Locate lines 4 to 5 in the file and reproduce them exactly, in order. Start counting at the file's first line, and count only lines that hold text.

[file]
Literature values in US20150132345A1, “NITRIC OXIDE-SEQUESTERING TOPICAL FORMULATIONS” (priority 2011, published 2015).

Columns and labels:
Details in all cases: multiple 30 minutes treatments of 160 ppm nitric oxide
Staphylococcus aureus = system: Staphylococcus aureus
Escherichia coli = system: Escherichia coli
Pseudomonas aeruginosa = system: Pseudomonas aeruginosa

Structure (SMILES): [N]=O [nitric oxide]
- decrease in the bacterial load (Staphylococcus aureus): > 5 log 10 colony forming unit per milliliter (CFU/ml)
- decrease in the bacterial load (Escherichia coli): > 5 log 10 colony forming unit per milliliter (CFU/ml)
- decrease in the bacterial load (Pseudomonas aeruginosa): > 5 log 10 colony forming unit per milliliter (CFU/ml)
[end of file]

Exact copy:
Staphylococcus aureus = system: Staphylococcus aureus
Escherichia coli = system: Escherichia coli